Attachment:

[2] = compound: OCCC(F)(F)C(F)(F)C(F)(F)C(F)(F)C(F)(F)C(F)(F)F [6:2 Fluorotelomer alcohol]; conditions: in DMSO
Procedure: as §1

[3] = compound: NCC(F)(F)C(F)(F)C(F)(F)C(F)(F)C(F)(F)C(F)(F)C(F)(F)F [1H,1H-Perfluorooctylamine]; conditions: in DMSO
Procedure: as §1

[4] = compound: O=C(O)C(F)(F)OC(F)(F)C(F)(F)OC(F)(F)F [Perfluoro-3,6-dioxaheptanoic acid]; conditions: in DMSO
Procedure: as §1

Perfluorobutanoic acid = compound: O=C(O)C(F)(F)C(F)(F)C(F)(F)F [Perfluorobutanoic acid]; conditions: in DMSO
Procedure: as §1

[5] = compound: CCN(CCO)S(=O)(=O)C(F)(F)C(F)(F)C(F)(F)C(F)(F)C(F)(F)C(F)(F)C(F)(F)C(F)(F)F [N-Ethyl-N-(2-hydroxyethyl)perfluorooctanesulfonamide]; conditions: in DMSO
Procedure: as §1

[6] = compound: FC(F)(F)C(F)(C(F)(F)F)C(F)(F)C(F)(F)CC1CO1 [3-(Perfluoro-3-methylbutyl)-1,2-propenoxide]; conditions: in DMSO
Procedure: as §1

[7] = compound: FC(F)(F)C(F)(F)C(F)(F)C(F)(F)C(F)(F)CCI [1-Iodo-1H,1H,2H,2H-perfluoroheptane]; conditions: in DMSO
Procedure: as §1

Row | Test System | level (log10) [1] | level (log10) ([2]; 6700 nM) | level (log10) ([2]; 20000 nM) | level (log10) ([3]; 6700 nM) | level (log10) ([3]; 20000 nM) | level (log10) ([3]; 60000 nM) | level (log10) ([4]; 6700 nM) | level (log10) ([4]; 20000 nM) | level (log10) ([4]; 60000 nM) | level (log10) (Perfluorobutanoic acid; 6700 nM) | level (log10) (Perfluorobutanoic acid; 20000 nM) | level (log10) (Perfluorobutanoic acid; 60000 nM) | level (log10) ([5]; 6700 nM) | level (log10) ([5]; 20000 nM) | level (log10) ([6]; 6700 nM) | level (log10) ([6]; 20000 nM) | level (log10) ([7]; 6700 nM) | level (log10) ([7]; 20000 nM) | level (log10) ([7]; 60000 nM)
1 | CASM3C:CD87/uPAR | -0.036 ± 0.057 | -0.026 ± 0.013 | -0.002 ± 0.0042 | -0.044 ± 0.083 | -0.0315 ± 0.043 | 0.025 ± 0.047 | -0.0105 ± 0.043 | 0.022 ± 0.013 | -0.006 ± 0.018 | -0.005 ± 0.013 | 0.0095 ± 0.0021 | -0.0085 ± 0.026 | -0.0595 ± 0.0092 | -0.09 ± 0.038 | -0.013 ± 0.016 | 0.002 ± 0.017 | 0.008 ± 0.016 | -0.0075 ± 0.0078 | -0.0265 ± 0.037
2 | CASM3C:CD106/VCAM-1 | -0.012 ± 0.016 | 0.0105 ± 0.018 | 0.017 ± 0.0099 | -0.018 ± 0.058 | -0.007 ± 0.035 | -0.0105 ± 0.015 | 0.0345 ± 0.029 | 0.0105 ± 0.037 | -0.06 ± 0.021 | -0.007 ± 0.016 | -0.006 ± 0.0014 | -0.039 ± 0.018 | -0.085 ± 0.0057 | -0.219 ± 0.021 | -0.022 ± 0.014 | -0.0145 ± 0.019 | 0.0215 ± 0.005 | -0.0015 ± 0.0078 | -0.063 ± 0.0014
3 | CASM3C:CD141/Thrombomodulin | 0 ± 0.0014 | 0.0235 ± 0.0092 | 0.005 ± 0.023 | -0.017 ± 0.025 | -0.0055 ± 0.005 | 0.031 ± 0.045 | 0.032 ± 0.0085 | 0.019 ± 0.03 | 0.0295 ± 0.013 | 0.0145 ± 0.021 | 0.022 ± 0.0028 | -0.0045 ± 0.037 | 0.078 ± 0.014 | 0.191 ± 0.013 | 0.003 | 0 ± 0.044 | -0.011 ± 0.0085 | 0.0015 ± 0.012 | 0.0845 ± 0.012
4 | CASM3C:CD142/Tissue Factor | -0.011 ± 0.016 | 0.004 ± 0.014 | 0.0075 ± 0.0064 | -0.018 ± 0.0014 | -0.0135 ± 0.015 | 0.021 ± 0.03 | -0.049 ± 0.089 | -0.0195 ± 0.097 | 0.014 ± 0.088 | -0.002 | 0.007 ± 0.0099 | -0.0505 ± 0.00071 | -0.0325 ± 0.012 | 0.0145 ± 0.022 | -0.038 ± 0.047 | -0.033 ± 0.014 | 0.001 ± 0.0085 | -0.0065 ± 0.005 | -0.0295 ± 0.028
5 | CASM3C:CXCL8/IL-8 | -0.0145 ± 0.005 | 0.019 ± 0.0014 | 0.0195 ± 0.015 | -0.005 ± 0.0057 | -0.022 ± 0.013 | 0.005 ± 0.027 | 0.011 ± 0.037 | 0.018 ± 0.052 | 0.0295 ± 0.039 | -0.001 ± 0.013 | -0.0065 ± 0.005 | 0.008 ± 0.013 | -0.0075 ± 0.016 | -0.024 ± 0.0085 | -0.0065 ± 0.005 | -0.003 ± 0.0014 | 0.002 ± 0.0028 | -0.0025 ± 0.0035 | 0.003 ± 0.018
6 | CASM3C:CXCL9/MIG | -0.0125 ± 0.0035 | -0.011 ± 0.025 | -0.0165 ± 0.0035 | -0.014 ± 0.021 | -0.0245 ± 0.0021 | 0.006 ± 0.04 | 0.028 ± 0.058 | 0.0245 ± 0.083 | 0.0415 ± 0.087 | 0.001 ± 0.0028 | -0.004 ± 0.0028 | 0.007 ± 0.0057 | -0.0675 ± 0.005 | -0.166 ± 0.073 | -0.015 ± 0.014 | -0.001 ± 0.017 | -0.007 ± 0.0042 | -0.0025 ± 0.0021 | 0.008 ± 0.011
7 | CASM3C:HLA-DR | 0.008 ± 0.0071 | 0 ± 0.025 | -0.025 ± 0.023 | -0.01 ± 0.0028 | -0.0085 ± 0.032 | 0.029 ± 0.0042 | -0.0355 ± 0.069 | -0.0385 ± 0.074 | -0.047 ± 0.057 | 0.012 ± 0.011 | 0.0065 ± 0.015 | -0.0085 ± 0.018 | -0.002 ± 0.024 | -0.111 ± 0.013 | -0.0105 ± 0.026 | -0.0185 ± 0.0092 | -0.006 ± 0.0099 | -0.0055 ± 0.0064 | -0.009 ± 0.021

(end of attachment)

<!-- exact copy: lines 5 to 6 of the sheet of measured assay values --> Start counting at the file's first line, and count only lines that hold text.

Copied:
[4] = compound: O=C(O)C(F)(F)OC(F)(F)C(F)(F)OC(F)(F)F [Perfluoro-3,6-dioxaheptanoic acid]; conditions: in DMSO
Procedure: as §1